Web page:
While a long-term transportation bill faces an uncertain future in the House, sponsors of a measure to spend all Harbor Maintenance Tax revenue for dredging harbors and channels are exercising other options.
Reps. Charles Boustany, R-La., and Joe Courtney, D-Conn., on Wednesday sent a letter to the House Budget Committee asking that HMT spending be part of the fiscal 2013 budget plan.
Boustany is the author of the RAMP Act, (Realize America’s Maritime Promise), that says any legislation that spends less than HMT annual revenue can be ruled out of order. The government collects some $1.4 billion in taxes, but less than $1 billion is allocated for dredging. As a result, the Harbor Maintenance Trust Fund has a balance of more than $6 billion.
The Obama administration’s 2013 budget request is $848 million. The difference has led to a $6 billion surplus in the HMT.
The RAMP Act was to be amended to the House’s $260 billion, five-year transportation bill, but it has bogged down because the House leadership has been unable to find enough votes among Republicans to pass it.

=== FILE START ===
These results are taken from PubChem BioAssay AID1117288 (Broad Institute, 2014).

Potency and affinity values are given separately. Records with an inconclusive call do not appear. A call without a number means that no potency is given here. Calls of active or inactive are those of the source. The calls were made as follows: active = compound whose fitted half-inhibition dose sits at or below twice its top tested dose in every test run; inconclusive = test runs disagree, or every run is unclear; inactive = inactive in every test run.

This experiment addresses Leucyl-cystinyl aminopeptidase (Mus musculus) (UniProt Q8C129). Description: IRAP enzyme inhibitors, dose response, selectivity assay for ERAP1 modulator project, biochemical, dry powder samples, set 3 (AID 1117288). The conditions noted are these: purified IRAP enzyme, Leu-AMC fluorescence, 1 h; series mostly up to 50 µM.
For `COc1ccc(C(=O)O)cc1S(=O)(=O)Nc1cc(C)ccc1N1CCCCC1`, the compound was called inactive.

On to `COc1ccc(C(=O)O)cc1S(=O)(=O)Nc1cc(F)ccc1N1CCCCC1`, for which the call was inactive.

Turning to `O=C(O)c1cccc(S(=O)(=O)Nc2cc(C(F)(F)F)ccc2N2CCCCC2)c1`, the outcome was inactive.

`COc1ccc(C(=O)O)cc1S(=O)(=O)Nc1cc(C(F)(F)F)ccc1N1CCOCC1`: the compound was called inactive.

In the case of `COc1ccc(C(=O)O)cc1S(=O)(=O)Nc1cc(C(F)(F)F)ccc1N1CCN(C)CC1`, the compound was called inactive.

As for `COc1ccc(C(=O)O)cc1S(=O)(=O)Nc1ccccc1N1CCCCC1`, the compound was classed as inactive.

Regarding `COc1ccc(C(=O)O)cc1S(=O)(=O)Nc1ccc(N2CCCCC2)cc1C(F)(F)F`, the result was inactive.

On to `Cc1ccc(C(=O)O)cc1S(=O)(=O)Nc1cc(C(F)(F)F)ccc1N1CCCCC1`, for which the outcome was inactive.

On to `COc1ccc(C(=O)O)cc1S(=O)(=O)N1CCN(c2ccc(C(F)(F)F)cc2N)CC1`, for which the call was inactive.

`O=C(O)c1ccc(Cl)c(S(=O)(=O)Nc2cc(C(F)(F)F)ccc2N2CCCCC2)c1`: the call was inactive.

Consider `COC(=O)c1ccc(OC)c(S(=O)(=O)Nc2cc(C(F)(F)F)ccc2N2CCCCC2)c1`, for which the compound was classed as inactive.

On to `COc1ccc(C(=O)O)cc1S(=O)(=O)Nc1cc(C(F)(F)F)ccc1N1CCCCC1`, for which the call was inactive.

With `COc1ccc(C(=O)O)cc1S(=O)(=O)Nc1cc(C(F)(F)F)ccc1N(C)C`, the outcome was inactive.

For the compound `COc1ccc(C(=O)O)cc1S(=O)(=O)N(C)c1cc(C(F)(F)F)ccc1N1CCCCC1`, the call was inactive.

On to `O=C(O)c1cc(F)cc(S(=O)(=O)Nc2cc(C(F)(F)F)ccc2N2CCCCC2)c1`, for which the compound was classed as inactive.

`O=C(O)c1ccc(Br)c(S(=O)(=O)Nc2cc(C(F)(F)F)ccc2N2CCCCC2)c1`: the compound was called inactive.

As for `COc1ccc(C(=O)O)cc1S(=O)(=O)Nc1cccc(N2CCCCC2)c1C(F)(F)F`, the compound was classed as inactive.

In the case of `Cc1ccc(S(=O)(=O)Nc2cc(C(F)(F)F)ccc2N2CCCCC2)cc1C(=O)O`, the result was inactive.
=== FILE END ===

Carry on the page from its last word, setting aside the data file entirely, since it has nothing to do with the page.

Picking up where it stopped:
On Tuesday, House Speaker John Boehner, R-Ohio, said that if the majority can’t agree on a bill, the next step would be to take up a two-year $109 billion transportation bill being considered by the Senate. The bill, which mirrors traditional highway legislation, has no provisions for dredging.
The American Association of Port Authorities has written to the Budget Committee to support putting the HMT proposal in the budget plan.
Contact R.G. Edmonson at email@example.com. Follow him on Twitter @BobinWash.